Even as CIOs accelerate adoption of open source in an effort to trim costs and improve innovation, the world's top system integrators (SIs) have largely played it safe on the sidelines. Accenture, given its close partnership with Microsoft, has perhaps been one of the most conservative SIs when it comes to open source.
Or so it has appeared. Despite a partnership with SpringSource, an open-source infrastructure leader, Accenture's open-source activities have largely gone unnoticed. Even Accenture's Innovation Center for Open Source, a collaboration with Red Hat and other open-source vendors, was more whispered about than promoted.
I caught up with Alex Wied, senior manager at Accenture and head of its Innovation Center for Open Source, and Tony Roby, partner in Accenture's Global Architecture and Core Technologies group, to find out what, exactly, Accenture has been doing with open source, and how the global consulting firm expects to use open source going forward. They collaborated on the answers to my questions below.
Accenture is not the first company that comes to mind when one thinks of open source. After all, you have a joint venture with Microsoft and have been pretty quiet on open source. Is open source alive and well at Accenture? If so, what are the areas of focus for Accenture?
I'm curious to find out why that is the case! Accenture has strong relationships with many leading technology companies--that is what our clients expect.
Open source is growing within both Accenture and our client base. We continue to be substantial users of open source, particularly in custom Java development, and our focus is expanding beyond this space to cover the gamut of open source portals, content management, business intelligence and data management. We also continue to contribute to open-source projects where we expect the results to benefit our clients.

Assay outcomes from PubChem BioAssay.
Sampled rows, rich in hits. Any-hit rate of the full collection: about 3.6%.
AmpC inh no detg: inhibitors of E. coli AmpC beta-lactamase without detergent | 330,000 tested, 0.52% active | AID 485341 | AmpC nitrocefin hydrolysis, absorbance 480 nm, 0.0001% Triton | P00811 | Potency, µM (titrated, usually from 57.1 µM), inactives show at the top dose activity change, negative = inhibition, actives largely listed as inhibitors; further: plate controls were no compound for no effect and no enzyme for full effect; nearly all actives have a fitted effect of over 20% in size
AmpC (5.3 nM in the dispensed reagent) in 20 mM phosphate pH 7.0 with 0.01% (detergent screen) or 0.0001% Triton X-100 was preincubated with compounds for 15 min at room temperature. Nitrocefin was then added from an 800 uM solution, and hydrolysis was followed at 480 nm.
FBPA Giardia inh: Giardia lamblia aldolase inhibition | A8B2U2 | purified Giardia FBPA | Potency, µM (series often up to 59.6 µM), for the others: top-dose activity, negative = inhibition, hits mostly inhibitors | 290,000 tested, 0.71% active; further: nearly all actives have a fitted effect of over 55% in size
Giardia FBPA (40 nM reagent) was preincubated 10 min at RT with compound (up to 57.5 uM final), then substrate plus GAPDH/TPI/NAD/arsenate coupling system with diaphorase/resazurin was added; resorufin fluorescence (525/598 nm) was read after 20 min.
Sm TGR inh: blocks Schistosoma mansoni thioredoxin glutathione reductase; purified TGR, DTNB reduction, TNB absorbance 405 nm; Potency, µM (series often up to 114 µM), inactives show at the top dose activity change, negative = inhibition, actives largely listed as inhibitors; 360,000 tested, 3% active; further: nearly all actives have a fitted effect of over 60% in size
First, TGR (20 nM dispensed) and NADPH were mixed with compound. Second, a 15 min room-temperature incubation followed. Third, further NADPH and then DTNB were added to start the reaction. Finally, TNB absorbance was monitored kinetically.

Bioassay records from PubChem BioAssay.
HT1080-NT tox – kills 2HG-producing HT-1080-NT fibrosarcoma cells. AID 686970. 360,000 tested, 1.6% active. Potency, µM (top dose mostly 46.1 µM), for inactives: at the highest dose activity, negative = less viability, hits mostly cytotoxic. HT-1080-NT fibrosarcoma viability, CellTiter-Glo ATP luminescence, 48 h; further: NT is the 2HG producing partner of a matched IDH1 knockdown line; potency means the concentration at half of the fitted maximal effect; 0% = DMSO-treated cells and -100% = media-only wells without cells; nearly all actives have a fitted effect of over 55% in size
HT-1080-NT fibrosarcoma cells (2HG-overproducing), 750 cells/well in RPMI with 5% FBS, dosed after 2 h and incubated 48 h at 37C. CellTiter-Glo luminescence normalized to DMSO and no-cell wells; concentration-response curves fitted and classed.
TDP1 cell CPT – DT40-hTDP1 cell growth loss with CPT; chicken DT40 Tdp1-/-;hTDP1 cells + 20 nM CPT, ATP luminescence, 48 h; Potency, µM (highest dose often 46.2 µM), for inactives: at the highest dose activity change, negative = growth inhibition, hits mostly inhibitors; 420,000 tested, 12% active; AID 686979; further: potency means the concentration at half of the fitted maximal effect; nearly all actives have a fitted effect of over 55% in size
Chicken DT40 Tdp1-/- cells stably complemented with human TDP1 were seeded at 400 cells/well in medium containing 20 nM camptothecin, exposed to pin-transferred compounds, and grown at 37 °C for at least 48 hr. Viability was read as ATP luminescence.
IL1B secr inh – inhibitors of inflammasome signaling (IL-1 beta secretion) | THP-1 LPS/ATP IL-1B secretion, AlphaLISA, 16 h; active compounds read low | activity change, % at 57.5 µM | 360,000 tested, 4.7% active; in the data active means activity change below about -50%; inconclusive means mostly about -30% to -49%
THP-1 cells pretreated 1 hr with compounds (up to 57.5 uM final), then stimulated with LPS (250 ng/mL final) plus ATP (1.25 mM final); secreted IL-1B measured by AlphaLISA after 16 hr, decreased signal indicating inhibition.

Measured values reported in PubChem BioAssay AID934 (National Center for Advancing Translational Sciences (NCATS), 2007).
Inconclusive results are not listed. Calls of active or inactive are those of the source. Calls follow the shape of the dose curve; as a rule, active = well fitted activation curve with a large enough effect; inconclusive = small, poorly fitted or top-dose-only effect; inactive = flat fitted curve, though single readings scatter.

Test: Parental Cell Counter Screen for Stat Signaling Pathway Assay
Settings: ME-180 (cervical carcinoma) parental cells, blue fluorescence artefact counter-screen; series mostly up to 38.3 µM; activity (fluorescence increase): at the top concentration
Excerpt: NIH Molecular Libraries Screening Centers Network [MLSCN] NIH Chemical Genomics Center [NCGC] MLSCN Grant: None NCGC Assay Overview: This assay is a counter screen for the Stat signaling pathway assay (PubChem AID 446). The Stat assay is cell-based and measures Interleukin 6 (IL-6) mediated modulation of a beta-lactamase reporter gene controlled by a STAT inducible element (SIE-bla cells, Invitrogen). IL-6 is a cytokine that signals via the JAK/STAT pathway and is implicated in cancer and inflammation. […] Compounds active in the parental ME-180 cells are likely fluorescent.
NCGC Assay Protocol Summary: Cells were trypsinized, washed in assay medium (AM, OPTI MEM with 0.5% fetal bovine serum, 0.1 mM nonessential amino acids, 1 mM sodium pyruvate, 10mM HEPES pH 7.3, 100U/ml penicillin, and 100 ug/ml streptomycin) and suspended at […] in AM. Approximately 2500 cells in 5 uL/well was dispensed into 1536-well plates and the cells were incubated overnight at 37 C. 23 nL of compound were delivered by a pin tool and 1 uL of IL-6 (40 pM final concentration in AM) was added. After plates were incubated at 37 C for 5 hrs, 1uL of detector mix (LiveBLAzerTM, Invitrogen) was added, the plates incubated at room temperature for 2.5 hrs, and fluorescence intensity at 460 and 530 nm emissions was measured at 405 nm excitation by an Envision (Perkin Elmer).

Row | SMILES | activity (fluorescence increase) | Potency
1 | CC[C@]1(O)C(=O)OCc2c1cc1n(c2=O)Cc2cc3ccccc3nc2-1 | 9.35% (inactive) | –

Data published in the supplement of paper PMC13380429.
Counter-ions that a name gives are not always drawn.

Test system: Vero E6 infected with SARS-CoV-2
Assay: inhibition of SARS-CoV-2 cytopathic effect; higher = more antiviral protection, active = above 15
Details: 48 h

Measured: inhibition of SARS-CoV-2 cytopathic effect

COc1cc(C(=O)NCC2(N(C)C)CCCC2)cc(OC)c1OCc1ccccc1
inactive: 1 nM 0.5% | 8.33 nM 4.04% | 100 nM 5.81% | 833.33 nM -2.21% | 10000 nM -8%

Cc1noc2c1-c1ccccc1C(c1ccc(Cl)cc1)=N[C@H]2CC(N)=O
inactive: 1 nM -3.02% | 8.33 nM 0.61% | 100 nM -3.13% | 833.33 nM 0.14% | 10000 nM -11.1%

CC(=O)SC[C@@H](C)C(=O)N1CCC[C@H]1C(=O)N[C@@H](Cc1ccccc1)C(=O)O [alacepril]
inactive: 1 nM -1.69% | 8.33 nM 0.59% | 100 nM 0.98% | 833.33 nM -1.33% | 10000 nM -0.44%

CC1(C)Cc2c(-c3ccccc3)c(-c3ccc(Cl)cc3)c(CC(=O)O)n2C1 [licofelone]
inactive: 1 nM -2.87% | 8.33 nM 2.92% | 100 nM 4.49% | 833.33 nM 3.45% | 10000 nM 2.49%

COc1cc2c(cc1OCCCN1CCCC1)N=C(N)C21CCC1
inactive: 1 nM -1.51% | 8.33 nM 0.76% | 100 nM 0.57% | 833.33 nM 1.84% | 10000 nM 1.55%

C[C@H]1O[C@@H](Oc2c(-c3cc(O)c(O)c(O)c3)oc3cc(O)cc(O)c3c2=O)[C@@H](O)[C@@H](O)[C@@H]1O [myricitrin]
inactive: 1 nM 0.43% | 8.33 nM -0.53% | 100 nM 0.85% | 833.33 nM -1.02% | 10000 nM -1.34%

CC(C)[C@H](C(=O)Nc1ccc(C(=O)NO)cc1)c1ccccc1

Is open source client-led or Accenture-led? Meaning, are your customers asking for it or are you embracing open-source solutions for your own reasons? If so, what are those reasons? If clients are asking for it, what reasons do they cite?
It's a mixture. There is a tremendous amount of education still to be done regarding open source. We have clients who still have policies not to use open source at all; others who want to use open source wherever possible. But the majority is in between: they are open to using whatever makes most sense from a technical and commercial perspective.
What is clear is that the current economy is driving many who were ambivalent about open source to explore its potential more closely. Regardless of the economic environment, Accenture is a strong open-source advocate and will continue to work with our clients to help them achieve business benefits with it.
Is "vendor lock-in" a serious concern for your clients? If they had to choose between zero cost and 100 percent lock-in or a hefty cost and no lock-in, which would they choose? Or is that even a fair question?
Yes and no. No one wants to be locked in, particularly if that lock in results in ever-increasing expenditure that is disconnected from the value being realized.
But our clients in general look for a balance. "One throat to choke" is high up in the requirements for making major technology investments and is often prioritized over "lock-in." Also, in the context of very large projects, the cost of the software compared to everything else is frequently a small part of the equation.
Nevertheless, we are seeing a noticeable increase in the use of open source, driven largely by the "free" aspect. Few are fooled by the notion of open source being free (as in no cost): lower cost, flexibility and the ability to be supported at modest cost are key drivers of the increased uptake.
Are there particular open-source projects that are of interest to you/Accenture? Which ones, and why?
We do a lot of work with the Spring Framework, so I would say that has historically had the bulk of our interest. That said, we have people active in a number of community projects and we are making increasing use of Alfresco, Liferay, and Talend, to name a few in the technology area.
In the functional area, Moodle is one project which we are seeing a lot of interest in and in which we have a couple of pretty decent-sized implementations within our Talent & Organizational Performance practice.